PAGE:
Thursday, February 28

Durango Blaze Recap/Video Shows Firefighters in Explosion

The explosion was caught on tape. It happens at about :59 into to the video. It keeps running and they show them loading 2 of the firefighters into ambulances.

... fire and explosion ripped through the historic district of downtown Durango on Friday afternoon, injuring as many as seven firefighters who were on the roof of the building when it exploded.

Dave Abercrombie, spokesman for the Durango Fire and Rescue District, said the firefighters were standing on top of the Le Rendezvous Restaurant when it blew up about an hour after firefighters arrived.

David Bruzzese, spokesman for the Mercy Regional Medical Center in Durango, said seven fire and rescue personnel were brought to the hospital.

He said six were in good condition and one was in fair condition. Bruzzese said the hospital planned to admit three.

He declined to say what types of injuries the seven received.

The fire was reported about 1:39 p.m., and three buildings were ablaze when the firefighters arrived two minutes later, Abercrombie said.

In flames were the Seasons Restaurant, Le Rendezvous Restaurant and Half-Price Tees, a shop that sells T-shirts, said Abercrombie.

"We had a crew on the roof of Le Rendezvous - between six and seven firemen - when it exploded," Abercrombie said.

For the rest of the story click on the link above.

Saturday, February 23

Playing with Fire

Reason #9: Why you shouldn't play with fire. Especially in prison.

Thanks go out to Adam S. in our online class for finding this gem!

Wednesday, February 20

Fire Marshal Bill & Safety in Space

Fire Marshal Bill & Hospital Safety

Fire Marshal Bill & Holiday Safety

Fire Marshal Bill & Restaurant Safety

Fire Marshal Bill & School Fire Safety

Fire Marshal Bill (Jim Carey)delivers a fire safety speech at an elementary school. Enjoy!

For Station survivors, painful memories

PROVIDENCE - Gina Russo’s head was seared down to the skull, her body pocked by third-degree burns, her future consumed by painful skin grafts and guilt over having survived The Station nightclub fire when her fiance had not.

“I remember people would come to visit, and then when everybody was gone, thinking, ‘How am I going to do this? Why was I kept alive?’ ” Russo said.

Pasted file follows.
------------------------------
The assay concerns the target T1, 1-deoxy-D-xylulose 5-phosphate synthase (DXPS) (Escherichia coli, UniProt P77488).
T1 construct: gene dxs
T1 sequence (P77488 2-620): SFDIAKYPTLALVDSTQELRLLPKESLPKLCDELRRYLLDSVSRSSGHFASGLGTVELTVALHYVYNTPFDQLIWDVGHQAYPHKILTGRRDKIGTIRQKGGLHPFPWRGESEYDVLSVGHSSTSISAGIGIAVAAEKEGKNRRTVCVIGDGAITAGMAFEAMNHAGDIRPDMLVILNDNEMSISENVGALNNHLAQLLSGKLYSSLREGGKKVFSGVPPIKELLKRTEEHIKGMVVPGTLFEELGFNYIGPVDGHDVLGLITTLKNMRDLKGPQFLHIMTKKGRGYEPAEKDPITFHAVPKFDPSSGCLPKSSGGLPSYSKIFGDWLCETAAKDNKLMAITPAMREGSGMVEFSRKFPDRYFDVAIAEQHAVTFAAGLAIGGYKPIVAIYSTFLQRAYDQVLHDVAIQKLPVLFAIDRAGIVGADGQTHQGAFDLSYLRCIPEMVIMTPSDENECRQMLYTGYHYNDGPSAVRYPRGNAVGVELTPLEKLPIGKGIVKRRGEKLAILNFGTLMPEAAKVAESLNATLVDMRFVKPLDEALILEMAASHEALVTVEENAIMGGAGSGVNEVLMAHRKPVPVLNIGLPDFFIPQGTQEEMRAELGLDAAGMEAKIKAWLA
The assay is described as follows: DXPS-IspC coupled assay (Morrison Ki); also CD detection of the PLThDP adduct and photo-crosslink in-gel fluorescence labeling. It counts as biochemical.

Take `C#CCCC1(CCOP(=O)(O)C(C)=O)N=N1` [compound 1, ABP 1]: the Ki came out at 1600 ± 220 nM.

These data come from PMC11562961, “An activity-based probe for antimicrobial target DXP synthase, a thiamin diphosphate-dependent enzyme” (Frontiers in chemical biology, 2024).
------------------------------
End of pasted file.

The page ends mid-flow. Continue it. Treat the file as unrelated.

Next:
Five years ago tomorrow, fire tore through the club in West Warwick, killing 100 people and injuring more than twice that many. The blaze began when pyrotechnics used by the band Great White ignited flammable soundproofing foam that covered the walls and ceilings.

Survivors live with disfigurement, depression and steep medical bills, and victims’ relatives endure flashes of bitter anger and loneliness.

However, they also have found ways to cope.

James Gahan has set up scholarships for youth sports programs in the name of his son, Jimmy, one of those who died, and has worked for stricter fire codes.

Bonnie Hoisington still tears up when she hears “One Particular Harbour,” a Jimmy Buffett song that reminds her of her daughter, Abbie, but she finds comfort in her new grandchild, born to another daughter after Abbie died.

Russo says she is determined not to let the memory of that night and the loss of her fiance, Alfred Crisostomi, dominate her thoughts.

Russo was placed in a medically induced coma because she had third-degree burns on 40 percent of her body, and she didn’t wake up until 11 weeks after the fire. She remembers the pyrotechnics and seeing the ceiling melting, smoke, heads on fire. Crisostomi put his hand on her back and pushed her forward, yelling “Go!” and she never saw him again. He died from inhaling toxic fumes.

After she woke up, she needed help standing, bathing and tying her shoes. She has scars up and down her arms and wears an auburn-colored wig in public.

During her arduous rehabilitation, Russo drew motivation from the need to care for her young sons, and from her faith that Crisostomi would have prodded her to recover. Even so, as each anniversary awakens painful memories, her normally bright demeanor turns somber and her family knows that’s the time to give her space.

She and others feel let down by the justice system.

A grand jury indicted club owners Jeffrey and Michael Derderian and former Great White tour manager Daniel Biechele, though many victims believed members of the band and the local fire inspector also were culpable. All three reached plea deals, and Biechele and Michael Derderian were sent to prison in 2006.

Biechele is scheduled to be released on parole next month, and Derderian in 2009. Jeffrey Derderian was spared jail time and ordered to perform community service.

VH1 Classic and VH1 on Board to Televise 'VH1 Classic Presents: Aftermath: The Station Fire Five Years Later' Friday February 15, 3:09 pm ET
One-Hour Special Will Also Share Survivors' Stories on Easter Sunday, March 23 10:00 P.M.*

PROVIDENCE, R.I., Feb. 15 /PRNewswire/ -- VH1 Classic and VH1 will air "VH1 Classic Presents: AFTERMATH: The Station Fire Five Years Later" a one- hour special of concert highlights on Sunday, March 23, 2008 10:00 p.m.* from the upcoming Phoenix Rising! Musicians United to Benefit the Victims of the Station Nightclub Fire. John Rich (Big & Rich), Alabama's Randy Owen, Dierks Bentley, Kellie Pickler and Gretchen Wilson will be joining Aaron Lewis (Staind), Tesla, Twisted Sister, Kevin Max and Stryper featuring Tom Scholz and Gary Pihl of Boston and the just added, Winger among others.
For the rest of the article click the link "VH1".